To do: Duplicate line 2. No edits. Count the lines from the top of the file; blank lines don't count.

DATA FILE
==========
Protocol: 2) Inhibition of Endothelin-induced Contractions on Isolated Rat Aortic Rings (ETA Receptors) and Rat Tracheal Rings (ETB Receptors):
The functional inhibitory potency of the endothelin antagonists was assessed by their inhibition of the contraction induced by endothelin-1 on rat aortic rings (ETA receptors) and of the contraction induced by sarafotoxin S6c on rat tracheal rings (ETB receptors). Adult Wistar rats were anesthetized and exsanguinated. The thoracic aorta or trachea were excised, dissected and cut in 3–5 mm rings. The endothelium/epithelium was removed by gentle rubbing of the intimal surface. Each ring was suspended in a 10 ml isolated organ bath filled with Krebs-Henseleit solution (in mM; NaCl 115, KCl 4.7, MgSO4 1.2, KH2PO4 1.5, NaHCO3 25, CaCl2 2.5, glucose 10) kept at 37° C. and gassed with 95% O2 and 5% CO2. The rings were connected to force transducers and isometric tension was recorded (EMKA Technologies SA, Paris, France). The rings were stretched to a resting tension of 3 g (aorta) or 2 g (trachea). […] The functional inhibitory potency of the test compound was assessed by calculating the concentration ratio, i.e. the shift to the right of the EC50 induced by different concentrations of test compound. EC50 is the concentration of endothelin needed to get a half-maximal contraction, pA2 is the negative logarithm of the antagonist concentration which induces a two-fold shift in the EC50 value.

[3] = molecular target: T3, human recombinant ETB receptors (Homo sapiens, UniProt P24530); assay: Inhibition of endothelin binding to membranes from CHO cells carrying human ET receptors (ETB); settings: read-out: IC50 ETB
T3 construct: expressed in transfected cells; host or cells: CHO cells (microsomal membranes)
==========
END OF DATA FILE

The functional inhibitory potency of the endothelin antagonists was assessed by their inhibition of the contraction induced by endothelin-1 on rat aortic rings (ETA receptors) and of the contraction induced by sarafotoxin S6c on rat tracheal rings (ETB receptors). Adult Wistar rats were anesthetized and exsanguinated. The thoracic aorta or trachea were excised, dissected and cut in 3–5 mm rings. The endothelium/epithelium was removed by gentle rubbing of the intimal surface. Each ring was suspended in a 10 ml isolated organ bath filled with Krebs-Henseleit solution (in mM; NaCl 115, KCl 4.7, MgSO4 1.2, KH2PO4 1.5, NaHCO3 25, CaCl2 2.5, glucose 10) kept at 37° C. and gassed with 95% O2 and 5% CO2. The rings were connected to force transducers and isometric tension was recorded (EMKA Technologies SA, Paris, France). The rings were stretched to a resting tension of 3 g (aorta) or 2 g (trachea). […] The functional inhibitory potency of the test compound was assessed by calculating the concentration ratio, i.e. the shift to the right of the EC50 induced by different concentrations of test compound. EC50 is the concentration of endothelin needed to get a half-maximal contraction, pA2 is the negative logarithm of the antagonist concentration which induces a two-fold shift in the EC50 value.